As I was looking for the posts linked below, I found the following quote, and it does a really good job of making my main point:
“Criticisms about representations of gender (or race and other diversity) are often countered in fandom by sociological or scientific analyses attempting to explain why the inequality happens according to the internal logic of the fictional world. As though there is any real reason that anything happens in a story except that someone chose to write it that way.
Fiction is not Darwinian: It contains no impartial process of evolution that dispassionately produces the events of a fictional universe. Fiction is miraculously, fundamentally Creationist. When we make worlds, we become gods. And gods are responsible for the things they create, particularly when they create them in their own image.” (source)
Look, I’m all for fandom ‘making things better.’ I love and adore head canons, and fic/art meant to fix and soothe my aching heart. I love ‘if only’s’ even though they make the pain worse. Fandom is amazing at polishing shit, and I will forever love being a part of that.
Fandom works really, really, really hard at this. I work hard at this. I know what effort is. I know what ‘looking too hard’ looks like. This is not an example of looking too hard. This is an example of watching a movie and pointing out what is shown.
I’m going to write this out even though it seems obvious. Don’t worry, I’ll use bullet point and small words so you’ll understand (I would say sorry for being a condescending asshole, but that seems to be the approach you and the anon haters seem to favor so-)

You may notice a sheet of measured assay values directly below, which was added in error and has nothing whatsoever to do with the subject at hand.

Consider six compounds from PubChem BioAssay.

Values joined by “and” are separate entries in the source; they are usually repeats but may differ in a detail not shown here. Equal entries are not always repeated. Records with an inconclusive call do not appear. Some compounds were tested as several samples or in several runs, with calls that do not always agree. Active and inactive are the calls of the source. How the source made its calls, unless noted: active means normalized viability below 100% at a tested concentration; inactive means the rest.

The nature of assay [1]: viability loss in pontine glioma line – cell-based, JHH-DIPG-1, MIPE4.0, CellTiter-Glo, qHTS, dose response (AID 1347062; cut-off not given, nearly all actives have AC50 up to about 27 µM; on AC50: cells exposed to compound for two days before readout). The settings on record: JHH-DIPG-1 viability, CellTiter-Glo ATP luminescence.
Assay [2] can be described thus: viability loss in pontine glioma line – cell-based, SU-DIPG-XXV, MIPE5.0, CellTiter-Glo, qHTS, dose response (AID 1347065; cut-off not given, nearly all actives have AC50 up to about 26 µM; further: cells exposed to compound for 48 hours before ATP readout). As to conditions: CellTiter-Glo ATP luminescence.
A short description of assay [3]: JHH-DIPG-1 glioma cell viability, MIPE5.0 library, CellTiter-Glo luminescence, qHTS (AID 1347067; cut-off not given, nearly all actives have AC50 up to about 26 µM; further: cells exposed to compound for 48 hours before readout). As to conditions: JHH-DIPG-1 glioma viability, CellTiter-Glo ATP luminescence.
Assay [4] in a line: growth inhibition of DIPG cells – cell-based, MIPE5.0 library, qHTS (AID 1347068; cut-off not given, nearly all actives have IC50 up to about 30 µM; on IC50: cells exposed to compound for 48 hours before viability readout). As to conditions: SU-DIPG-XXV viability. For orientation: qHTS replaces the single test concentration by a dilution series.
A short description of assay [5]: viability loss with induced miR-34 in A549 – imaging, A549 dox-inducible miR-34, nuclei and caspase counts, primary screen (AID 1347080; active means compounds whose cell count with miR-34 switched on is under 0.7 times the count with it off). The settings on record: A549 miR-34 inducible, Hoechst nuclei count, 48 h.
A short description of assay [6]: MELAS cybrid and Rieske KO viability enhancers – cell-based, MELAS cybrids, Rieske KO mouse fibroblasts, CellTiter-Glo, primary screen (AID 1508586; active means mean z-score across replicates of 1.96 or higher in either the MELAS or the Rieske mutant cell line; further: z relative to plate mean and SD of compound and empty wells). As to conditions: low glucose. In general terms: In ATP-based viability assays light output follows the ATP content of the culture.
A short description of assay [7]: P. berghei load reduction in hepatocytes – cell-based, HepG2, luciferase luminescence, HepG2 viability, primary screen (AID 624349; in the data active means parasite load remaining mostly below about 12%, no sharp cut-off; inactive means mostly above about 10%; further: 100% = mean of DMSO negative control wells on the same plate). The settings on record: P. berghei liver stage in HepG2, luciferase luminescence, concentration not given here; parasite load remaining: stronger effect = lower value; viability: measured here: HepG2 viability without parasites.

- This is a movie with multiple characters and not much time to spend with each of them.
- Jim Kirk is a main character. We know this because we spend a lot of time with him. We understand his POV, and unless directly proven wrong by the narrative, his word and actions are ‘right.’
- Because he’s the main character, and because there are so many characters and little time, when there are excanges like the following: Kirk: ‘Mr.Sulu. You have the conn.’ […] off of Sulu’s worried look: ‘Is that a problem?’ Sulu: ‘No sir. I’ve just never sat in the chair before.’ Kirk: ‘You’re gonna do great.’ We believe that Kirk knows what he is talking about, and that Sulu will ‘rise to the occasion’
- This a narrative shortcut and very common
- This is a fictional universe with unlimited possibilities. Literally. It is the future. They have magic science. They have tossed out the old canon, and are only tenuously beholden to the prior Star Trek.
- This is an amazing crew. All are basically super geniuses, and brave/kind/fucking awesome.
- The writers/creators had unlimited possibilities in the way they could show/demonstrate just how awesome this crew was.
- By using the narrative weight Kirk has as main character, the writers attempted to demonstrate ‘awesome Starfleet officer’ with the following:
Have Kirk promote a male ensign with a primary job as navigator to that of Chief Engineer. His qualifications for that new position are he spent time ‘shadowing Mr. Scott.’ (not that he worked in engineering, or minored in engineering at Starfleet. No. he ‘shadowed’ Mr. Scott. Ok then. Face value.)
Kirk had a male helmsman be acting captain for the very first time. His very first assignment in the chair of responsibility was issuing threats in the direction of the Klingon Empire while in enemy space. (is that all?)
He asked his male Chief engineer to infiltrate and sabotage the enemies’ amazing super-duper secret starship. No known previous ‘spy’ work for this character- but that would be a secret right?
He asks a male doctor to be a torpedo engineer. His qualifications are he ‘has steadiest hands on the ship.’ It’s unclear how Kirk knows this, but if you ask the Kirk/McCoy shippers they’ll be happy to give some fic recs that explain further.